Heather Haberman: Science and Life at Sea, July 16, 2011 (post #5)

  • NOAA Teacher at Sea
    Heather Haberman

    Onboard NOAA Ship Oregon II
    July 5 — 17, 2011

Mission:  Groundfish Survey
Geographical Location:  Northern Gulf of Mexico
Date:  Saturday, July 16, 2011

Weather Data from  NOAA Ship Tracker
Air Temperature: 28.5 C   (83 F)
Water Temperature: 27.2 C  (81 F)
Relative Humidity: 82%
Wind Speed: 9.58 knots

Preface:  Scroll down the page if you would like to read my blog in chronological order.  If you have any questions leave them for me at the end of the post.

Science and Technology Log

Question of the day:  When I view your travels aboard the Oregon II on NOAA’s Ship Tracker website it looks as though you go as far as the continental shelf and then turn back towards the shore again.  Why don’t you go into the deep water?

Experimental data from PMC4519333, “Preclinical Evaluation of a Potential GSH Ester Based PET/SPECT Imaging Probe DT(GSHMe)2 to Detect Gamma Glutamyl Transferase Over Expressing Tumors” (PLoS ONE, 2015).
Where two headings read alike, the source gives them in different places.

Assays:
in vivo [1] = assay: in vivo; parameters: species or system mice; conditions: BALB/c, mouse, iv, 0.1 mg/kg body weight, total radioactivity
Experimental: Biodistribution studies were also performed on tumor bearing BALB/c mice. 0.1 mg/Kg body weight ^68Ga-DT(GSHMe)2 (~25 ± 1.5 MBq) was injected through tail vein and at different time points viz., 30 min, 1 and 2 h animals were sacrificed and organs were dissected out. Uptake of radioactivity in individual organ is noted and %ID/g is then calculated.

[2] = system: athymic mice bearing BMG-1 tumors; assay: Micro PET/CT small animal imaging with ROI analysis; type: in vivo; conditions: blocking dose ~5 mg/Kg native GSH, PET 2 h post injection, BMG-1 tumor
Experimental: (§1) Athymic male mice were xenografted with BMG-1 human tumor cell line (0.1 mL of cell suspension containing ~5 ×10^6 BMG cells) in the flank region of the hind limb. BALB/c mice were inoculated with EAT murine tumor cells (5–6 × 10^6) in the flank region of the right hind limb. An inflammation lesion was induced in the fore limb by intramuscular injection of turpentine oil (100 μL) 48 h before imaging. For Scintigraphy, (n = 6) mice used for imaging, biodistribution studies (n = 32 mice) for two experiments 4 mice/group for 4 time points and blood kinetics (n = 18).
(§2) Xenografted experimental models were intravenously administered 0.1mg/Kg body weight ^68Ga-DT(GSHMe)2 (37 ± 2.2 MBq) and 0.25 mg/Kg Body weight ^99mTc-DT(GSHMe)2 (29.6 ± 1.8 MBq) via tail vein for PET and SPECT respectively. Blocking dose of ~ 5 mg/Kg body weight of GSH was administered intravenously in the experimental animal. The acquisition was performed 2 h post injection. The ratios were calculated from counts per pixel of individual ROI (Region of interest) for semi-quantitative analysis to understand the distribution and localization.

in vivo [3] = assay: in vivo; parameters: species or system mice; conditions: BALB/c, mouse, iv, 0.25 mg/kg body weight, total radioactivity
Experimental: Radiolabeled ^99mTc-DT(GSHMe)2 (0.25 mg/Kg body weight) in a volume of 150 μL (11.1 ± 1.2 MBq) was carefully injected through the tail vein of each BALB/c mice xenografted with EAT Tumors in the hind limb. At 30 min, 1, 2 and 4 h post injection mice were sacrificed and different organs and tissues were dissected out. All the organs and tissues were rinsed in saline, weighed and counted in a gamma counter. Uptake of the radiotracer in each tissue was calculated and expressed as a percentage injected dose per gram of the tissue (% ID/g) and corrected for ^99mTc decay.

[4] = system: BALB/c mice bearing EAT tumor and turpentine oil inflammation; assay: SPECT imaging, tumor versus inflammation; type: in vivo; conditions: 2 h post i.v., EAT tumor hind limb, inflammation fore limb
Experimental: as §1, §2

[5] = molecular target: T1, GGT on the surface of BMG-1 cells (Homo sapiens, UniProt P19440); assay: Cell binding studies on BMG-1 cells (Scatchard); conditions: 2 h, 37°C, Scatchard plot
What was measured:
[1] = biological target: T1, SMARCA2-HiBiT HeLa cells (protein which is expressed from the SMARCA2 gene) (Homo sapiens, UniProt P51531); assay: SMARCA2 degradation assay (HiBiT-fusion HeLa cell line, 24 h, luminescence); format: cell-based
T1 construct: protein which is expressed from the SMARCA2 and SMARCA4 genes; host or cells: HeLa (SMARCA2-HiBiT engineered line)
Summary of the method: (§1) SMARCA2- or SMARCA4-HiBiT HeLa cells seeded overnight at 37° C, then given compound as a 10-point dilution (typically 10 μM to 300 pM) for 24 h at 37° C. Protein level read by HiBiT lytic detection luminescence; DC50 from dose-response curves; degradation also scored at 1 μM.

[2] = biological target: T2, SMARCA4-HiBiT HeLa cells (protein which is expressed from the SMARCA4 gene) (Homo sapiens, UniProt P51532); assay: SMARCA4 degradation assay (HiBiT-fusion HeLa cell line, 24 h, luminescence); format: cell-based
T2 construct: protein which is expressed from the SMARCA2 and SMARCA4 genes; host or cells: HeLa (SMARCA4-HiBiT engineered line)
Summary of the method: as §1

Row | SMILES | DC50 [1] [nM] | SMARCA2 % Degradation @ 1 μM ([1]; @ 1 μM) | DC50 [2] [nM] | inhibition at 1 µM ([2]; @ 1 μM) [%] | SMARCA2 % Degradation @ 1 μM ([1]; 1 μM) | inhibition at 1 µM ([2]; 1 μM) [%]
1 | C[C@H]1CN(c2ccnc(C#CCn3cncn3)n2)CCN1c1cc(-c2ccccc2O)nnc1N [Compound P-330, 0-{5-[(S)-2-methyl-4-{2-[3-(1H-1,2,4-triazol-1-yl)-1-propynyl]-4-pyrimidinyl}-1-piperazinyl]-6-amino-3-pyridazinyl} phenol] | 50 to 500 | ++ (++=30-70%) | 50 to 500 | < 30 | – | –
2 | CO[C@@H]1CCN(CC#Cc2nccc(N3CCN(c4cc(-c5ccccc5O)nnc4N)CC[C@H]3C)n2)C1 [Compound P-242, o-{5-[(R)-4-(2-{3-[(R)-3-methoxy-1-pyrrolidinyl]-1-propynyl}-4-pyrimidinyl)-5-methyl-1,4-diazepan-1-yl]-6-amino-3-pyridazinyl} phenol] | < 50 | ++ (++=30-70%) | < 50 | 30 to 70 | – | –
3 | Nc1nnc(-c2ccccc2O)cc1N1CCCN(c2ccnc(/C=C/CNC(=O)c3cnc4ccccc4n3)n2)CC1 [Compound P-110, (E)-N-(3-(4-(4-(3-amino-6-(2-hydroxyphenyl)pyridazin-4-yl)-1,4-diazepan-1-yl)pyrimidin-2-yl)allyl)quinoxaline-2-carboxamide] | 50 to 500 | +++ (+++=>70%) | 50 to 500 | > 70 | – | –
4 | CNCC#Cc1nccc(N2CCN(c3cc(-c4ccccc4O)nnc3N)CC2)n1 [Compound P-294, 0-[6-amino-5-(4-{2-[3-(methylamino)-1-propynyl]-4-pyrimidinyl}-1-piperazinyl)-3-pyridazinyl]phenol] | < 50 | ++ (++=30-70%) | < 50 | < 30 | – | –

Our groundfish survey course.

Answer:  If you were studying animals in the rainforest you would want to make sure to stay in that specific area.  You wouldn’t want to include Arctic animals in your report which are from a completely different biome.  The same goes for ocean life.  As depth, temperature, and amount of light change in the ocean so do the habitats and the animals that live in them.  On this groundfish survey we are focusing on offshore species that live in “shallow” waters up to 60 fathoms (361 feet).  If we were to go out into the deep water then our reports wouldn’t be as accurate.

Topic of the Day:  Science